King of Utah and friend of VeloVoices, Cannondale’s Joe Dombrowski had a great 2015 season and he’s hoping to build on that this season. Sheree looks back at where he’s been and where he’s going …
Here at VeloVoices we’ve been looking back fondly on the careers of some of the riders who retired from the professional peloton in 2012. Equally, we’re now also going to turn our attention to the new boys making the step up to riding in a WorldTour team.
A number are more experienced pros who’ve tasted success at either the Continental or ProContinental level. They’re coming with precious UCI points but have they got what it takes to cut it in the big time? Some are youngsters who’ve made their way up through feeder squads and, after one or two stints as a stagiaire, have been adjudged ready for the biggest stage and races. The former group will be looking to quickly make their mark – many will only have one-year contracts – it’s now or never. The latter group will be in watch, listen and learn mode on a steep learning curve and generally two to three-year contracts. Few neo-pros strike gold in their first season, however, there are always exceptions. Peter Sagan (Liquigas), Thibaut Pinot and Arnaud Demare (FDJ) are names that spring immediately to mind.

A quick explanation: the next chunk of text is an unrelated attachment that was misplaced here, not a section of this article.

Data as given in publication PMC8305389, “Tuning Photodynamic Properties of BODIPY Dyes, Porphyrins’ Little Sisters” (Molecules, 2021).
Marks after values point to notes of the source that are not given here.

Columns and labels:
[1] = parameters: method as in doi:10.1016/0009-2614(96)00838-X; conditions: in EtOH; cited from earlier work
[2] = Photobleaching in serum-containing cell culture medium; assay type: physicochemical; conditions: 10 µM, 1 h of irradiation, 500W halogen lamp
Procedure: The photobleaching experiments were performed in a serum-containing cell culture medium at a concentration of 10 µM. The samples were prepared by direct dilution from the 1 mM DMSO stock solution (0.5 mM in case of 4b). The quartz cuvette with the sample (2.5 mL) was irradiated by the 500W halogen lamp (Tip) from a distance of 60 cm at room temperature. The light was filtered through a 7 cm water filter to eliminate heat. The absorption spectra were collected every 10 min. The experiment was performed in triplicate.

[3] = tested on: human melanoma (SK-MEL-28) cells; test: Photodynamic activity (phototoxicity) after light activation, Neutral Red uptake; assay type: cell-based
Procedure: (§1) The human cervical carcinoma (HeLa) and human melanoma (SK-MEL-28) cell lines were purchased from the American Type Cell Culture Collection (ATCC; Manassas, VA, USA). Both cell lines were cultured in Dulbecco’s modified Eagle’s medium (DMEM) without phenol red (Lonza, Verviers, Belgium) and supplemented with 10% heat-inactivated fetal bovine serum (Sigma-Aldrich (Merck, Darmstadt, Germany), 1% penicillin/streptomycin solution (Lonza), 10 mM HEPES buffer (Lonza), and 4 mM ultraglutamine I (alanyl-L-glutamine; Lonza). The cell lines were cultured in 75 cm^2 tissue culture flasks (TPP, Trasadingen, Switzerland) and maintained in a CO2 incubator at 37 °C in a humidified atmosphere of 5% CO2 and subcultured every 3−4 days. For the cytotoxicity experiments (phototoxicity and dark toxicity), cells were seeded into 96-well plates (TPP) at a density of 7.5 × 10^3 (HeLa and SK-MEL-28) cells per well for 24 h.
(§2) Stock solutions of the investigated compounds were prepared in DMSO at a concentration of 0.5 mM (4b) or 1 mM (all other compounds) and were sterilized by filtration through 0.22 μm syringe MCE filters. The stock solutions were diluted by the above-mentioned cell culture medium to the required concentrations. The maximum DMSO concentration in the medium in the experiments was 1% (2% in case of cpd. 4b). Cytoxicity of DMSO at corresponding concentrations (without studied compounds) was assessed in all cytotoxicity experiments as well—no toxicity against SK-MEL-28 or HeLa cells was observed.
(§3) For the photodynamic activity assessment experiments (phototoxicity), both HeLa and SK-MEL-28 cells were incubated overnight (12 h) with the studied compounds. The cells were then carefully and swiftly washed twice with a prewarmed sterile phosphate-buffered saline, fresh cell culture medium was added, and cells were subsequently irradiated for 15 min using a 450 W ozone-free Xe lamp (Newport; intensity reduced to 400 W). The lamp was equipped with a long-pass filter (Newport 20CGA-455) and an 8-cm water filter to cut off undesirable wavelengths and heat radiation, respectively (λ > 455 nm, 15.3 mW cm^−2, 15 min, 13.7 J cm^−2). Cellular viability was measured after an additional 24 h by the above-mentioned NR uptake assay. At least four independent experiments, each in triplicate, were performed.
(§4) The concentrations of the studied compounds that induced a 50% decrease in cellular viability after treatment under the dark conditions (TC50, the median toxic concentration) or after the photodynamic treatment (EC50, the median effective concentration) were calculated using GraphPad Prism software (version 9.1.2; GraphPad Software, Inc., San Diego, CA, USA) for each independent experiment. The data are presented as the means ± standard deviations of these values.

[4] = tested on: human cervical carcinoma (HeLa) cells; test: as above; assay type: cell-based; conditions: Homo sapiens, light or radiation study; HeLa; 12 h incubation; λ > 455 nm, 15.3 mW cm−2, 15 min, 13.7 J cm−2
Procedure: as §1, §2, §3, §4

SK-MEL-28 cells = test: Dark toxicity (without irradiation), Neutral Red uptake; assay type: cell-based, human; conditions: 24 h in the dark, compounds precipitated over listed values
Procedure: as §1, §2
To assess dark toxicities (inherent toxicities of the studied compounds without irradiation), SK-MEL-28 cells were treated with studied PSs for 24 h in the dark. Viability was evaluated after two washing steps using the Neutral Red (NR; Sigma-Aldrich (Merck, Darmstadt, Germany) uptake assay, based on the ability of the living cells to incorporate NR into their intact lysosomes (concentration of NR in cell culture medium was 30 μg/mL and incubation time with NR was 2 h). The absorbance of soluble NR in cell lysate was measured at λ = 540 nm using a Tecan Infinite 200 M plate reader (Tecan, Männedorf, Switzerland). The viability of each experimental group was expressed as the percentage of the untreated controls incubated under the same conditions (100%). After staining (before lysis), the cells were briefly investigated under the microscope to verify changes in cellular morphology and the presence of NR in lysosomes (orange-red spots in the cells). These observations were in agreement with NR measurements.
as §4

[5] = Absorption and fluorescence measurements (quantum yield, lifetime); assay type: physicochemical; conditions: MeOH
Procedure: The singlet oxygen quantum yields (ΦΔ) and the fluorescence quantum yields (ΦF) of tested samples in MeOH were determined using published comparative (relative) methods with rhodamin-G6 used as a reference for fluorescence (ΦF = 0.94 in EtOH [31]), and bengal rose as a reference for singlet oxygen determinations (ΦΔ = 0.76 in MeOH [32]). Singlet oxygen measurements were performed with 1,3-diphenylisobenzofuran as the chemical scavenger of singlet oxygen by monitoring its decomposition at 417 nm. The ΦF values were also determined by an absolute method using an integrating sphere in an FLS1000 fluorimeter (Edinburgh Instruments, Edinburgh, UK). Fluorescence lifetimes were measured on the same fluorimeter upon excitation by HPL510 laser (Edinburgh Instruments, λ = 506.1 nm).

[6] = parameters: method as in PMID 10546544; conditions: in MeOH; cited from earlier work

Here’s part one of our non-exhaustive list, in no particular order. Part two follows later today.
A real example of persistence pays dividends. After numerous knockbacks, including three years off the bike with Epstein-Barr virus, he recorded nine wins this season riding for British Continental squad Endura Racing. His tally might have been larger had it not been for a mid-season collarbone fracture. After his early season wins at the Tour du Haut Var and Tour Mediterraneen, he was rumoured to have signed with Sky. This was confirmed after he’d posted strong performances in the Tours of Murcia and Leon, the World Championships and won the overall in the Tour of Britain – the first British winner since 1993.
Have Sky landed another potential British Grand Tour winner? Only time will tell, but the outlook looks rosy for the soon to be 29-year old.
The diminutive 21-year old hails from Brittany, France’s cycling stronghold. He became French junior champion in 2009 and has since enjoyed an upward trajectory collecting plenty of podium places. Despite a stage in 2011 with Bretagne-Schuler, he re-joined his formative club CC Etupes in 2012, finishing the year as a stagiaire with Argos-Shimano, with whom he’s signed for the forthcoming two seasons after taking the overall, a stage, the points and mountains jersey in the prestigious Tour de l’Avenir. His results were recognised with the prestigious Velo d’Or Espoirs.